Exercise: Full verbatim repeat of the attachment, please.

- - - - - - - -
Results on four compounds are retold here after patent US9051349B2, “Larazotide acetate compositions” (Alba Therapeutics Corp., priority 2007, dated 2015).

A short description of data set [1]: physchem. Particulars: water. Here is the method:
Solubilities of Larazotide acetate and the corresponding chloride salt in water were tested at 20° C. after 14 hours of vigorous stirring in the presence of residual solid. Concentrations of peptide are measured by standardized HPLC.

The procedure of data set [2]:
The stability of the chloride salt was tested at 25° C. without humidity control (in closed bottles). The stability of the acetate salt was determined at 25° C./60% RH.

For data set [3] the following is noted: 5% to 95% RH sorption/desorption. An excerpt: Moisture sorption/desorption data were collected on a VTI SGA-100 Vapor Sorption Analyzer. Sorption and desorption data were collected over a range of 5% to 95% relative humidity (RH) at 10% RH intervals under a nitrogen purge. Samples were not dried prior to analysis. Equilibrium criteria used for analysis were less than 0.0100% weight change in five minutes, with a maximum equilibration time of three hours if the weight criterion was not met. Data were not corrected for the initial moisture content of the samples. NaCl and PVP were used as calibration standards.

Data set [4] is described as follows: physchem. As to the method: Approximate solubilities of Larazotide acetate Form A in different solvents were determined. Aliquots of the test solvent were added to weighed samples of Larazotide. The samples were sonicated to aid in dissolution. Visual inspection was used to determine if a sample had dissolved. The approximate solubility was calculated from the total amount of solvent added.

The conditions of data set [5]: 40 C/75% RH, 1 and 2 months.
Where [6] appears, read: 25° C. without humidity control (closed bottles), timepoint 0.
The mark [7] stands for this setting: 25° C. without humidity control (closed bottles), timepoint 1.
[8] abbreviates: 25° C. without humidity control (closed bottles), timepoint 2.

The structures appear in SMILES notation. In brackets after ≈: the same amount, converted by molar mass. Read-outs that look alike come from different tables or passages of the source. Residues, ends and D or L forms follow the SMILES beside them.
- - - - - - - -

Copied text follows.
Results on four compounds are retold here after patent US9051349B2, “Larazotide acetate compositions” (Alba Therapeutics Corp., priority 2007, dated 2015).

A short description of data set [1]: physchem. Particulars: water. Here is the method:
Solubilities of Larazotide acetate and the corresponding chloride salt in water were tested at 20° C. after 14 hours of vigorous stirring in the presence of residual solid. Concentrations of peptide are measured by standardized HPLC.

The procedure of data set [2]:
The stability of the chloride salt was tested at 25° C. without humidity control (in closed bottles). The stability of the acetate salt was determined at 25° C./60% RH.

For data set [3] the following is noted: 5% to 95% RH sorption/desorption. An excerpt: Moisture sorption/desorption data were collected on a VTI SGA-100 Vapor Sorption Analyzer. Sorption and desorption data were collected over a range of 5% to 95% relative humidity (RH) at 10% RH intervals under a nitrogen purge. Samples were not dried prior to analysis. Equilibrium criteria used for analysis were less than 0.0100% weight change in five minutes, with a maximum equilibration time of three hours if the weight criterion was not met. Data were not corrected for the initial moisture content of the samples. NaCl and PVP were used as calibration standards.

Data set [4] is described as follows: physchem. As to the method: Approximate solubilities of Larazotide acetate Form A in different solvents were determined. Aliquots of the test solvent were added to weighed samples of Larazotide. The samples were sonicated to aid in dissolution. Visual inspection was used to determine if a sample had dissolved. The approximate solubility was calculated from the total amount of solvent added.

The conditions of data set [5]: 40 C/75% RH, 1 and 2 months.
Where [6] appears, read: 25° C. without humidity control (closed bottles), timepoint 0.
The mark [7] stands for this setting: 25° C. without humidity control (closed bottles), timepoint 1.
[8] abbreviates: 25° C. without humidity control (closed bottles), timepoint 2.

The structures appear in SMILES notation. In brackets after ≈: the same amount, converted by molar mass. Read-outs that look alike come from different tables or passages of the source. Residues, ends and D or L forms follow the SMILES beside them.